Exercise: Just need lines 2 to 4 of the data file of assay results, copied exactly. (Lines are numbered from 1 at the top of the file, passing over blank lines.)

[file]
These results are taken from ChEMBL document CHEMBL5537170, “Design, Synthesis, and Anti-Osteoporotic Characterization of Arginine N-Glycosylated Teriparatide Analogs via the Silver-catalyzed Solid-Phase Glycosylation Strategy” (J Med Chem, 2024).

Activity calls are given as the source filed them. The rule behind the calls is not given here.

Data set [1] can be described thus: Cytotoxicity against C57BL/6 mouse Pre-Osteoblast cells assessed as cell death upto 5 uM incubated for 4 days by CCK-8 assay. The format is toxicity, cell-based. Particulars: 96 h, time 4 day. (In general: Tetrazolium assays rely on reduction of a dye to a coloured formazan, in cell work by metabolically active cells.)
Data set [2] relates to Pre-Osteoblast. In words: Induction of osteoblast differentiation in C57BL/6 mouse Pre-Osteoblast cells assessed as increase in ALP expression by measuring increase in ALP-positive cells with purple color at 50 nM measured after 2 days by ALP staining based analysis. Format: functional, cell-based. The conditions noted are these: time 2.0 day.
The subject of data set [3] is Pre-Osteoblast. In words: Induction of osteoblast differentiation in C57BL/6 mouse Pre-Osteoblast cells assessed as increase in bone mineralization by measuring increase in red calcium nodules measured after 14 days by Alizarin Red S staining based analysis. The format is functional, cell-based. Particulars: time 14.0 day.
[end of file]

Activity calls are given as the source filed them. The rule behind the calls is not given here.

Data set [1] can be described thus: Cytotoxicity against C57BL/6 mouse Pre-Osteoblast cells assessed as cell death upto 5 uM incubated for 4 days by CCK-8 assay. The format is toxicity, cell-based. Particulars: 96 h, time 4 day. (In general: Tetrazolium assays rely on reduction of a dye to a coloured formazan, in cell work by metabolically active cells.)
Data set [2] relates to Pre-Osteoblast. In words: Induction of osteoblast differentiation in C57BL/6 mouse Pre-Osteoblast cells assessed as increase in ALP expression by measuring increase in ALP-positive cells with purple color at 50 nM measured after 2 days by ALP staining based analysis. Format: functional, cell-based. The conditions noted are these: time 2.0 day.